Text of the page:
Polly Evans
'Unlike that terrifying breed of die-hard travel writers, Evans is one of us...Refreshing'  Sunday Times 

On a Hoof and a Prayer


What do the critics reckon?

What's it about?

As for the photos?

Can I read an extract?

And what if I want to take the trip myself?

Further reading 

 What do the critics reckon?

'Evans is an adventurer...Her writing is full of colourful anecdotes on taking tango lessons in Buenos Aires, attending polo tournaments and galloping across the pampas and into the mountains. This is a jolly romp of a read, with some good snapshots of local life' Clover Stroud, Sunday Telegraph

'Funny and easygoing, Evans reveals the little-known richness of Argentina' Kirkus Reviews

'Here she goes again, putting herself in uncomfortable situations with a risk of aches and pains – and embarrassment. The celebrated author of "It's Not About the Tapas" (her take on Spain) and "Fried Eggs With Chopsticks" (her China travels), Evans has an engaging style that draws comparisons to Paul Theroux and Bill Bryson. Certainly, she's open to adventure, whether motorcycling across New Zealand or dogsledding in the Yukon (the subject of her book due out next year). For this South American journey, she decided to fly to a 6,000-acre cattle farm in Cordoba, where she would learn to ride in a week. Then she would spend two months touring the country from Patagonia to Buenos Aires, riding horseback whenever she got the chance. Her girlfriends were wary. They warned her that the denim seams on her jeans would permanently scar her calves, that her hands would be rubbed raw, and worst of all: "Oh yes, and also, remember that after you've been riding you will really stink." But she has sense enough to take it all in stride' Newsday

'A journey rich in historical figures perfect for armchair—or horseback—enthusiasts alike' Kirkus Reviews Lifestyle, Travel and Leisure issue


 What's it about?

At the age of thirty-four, Polly Evans decides to fulfil a childhood dream – to learn how to ride a horse. But rather than do so conveniently close to home, she goes to Argentina and saddles up among the gauchos. Overcoming battered limbs, a steed hell-bent on bolting, and an encounter with the teeth of one very savage dog, Polly canters through Andean vineyards and gallops beneath snow-capped Patagonian peaks. She also survives a hair-raising game of polo and back-breaking day herding cattle.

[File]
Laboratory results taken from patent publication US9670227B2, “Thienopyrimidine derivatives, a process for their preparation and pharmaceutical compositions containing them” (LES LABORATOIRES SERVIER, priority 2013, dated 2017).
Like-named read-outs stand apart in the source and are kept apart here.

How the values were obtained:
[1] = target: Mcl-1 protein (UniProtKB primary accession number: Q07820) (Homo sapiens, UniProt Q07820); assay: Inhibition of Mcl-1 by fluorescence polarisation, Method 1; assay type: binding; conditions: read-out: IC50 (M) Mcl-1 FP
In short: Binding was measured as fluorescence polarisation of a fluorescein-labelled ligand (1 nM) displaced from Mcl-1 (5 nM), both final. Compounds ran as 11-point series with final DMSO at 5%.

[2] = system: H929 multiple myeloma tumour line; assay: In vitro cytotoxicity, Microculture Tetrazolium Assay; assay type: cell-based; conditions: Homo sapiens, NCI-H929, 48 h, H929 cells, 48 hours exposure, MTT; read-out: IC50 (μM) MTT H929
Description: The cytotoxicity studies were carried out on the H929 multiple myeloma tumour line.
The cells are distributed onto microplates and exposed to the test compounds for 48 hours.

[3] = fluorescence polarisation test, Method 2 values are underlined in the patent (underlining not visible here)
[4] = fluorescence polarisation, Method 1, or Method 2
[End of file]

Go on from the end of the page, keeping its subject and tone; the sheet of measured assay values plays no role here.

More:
Taking a break from riding, Polly delves into Argentina’s tumultuous history: the Europeans’ first terrifying acquaintances with the native ‘giants’; the sanguinary demise of the early missionaries; and the gruesome drama of Evita’s wandering corpse.

On a Hoof and a Prayer is the stampeding story of Polly’s journey from timorous equestrian novice to wildly whooping cowgirl. It's a tale of ponies, painkillers and peregrinations – not just around present-day Argentina , but also into the country's glorious and turbulent past.


 Can I read an extract?

Robin’s driver, Fabio, collected me from Córdoba airport in a long-bonneted Ford pick-up. Its leather-upholstered banquette stretched wide enough to accommodate a family.  We drove out of the city and passed through flat fields and grassland – some green, some the colour of pale straw. Cattle and horses grazed. We came into the town of Río Ceballos where Ford Dodges and huge, antiquated American cars ornamented with rust weaved through the streets.

‘Argentines can’t drive,’ Fabio shrugged as he swung out of the way of a truck intent on collision. 

Leaving the Chevrolets, we turned right onto an unmetalled track, then climbed higher and higher into the Sierra Chica hills. The land undulated green and gold for as far as the eye could see. The buzz of the city was far below us now.

‘That building there,’ Fabio pointed across the hillside to a tiny, one-storey whitewashed construction, ‘that’s the local school. It’s very small – only about ten or twenty children go there.’

The schoolhouse was right in the middle of nowhere. No roads seemed to lead to it. I asked Fabio how the children travelled there each day.

‘Oh,’ he said, ‘they ride there on horseback.’

He said it nonchalantly, as if to ride one’s horse to school were the most natural thing in the world. 

‘How old are the children?’ I asked, trying to hide my urbanite’s surprise.

‘Oh, the youngest ones are probably about six, I suppose.’

‘And they ride a horse to school, all alone?’ 

‘Oh, the little ones ride with the older kids.’

So here I was at last in Argentina, where six-year-olds travelled to school on horseback. I was a long, long way from home, where harassed, highlighted mothers ferried their offspring through city streets in outsized SUVs. Here in the Sierra Chica there was no school bus. And if the six-year-olds were so competent, why, after a couple of lessons, shouldn’t I be? A small current of euphoria sparked within me. I hadn’t even made it to the corral, yet already I felt a powerful sense of arrival.

We wound our way higher into the hills. A tinamou scuttled out of our path. As we drove through the gates of Estancia Los Potreros, a pair of bright green monk parakeets flitted between the trees.

‘You can teach those birds to talk,’ Fabio told me. ‘You have to cover up their cage, then give them a piece of bread soaked in wine. It loosens their tongues.’

We rattled along a track until we finally arrived in front of an L-shaped, whitewashed house. The house sat slightly elevated from the lawn that spread before it: at intervals, staircases of five or six stone steps led up to a terrace, raised to the same level as the floor of the house. Along the outside of the terrace a series of square, white pillars supported a low-pitched corrugated metal roof. Robin was standing in front of the house as we drew up. He was in his mid-forties, his brown hair just starting to thin. He was dressed in beige chinos and a blue cotton short-sleeved shirt, and wore large, horn-rimmed glasses.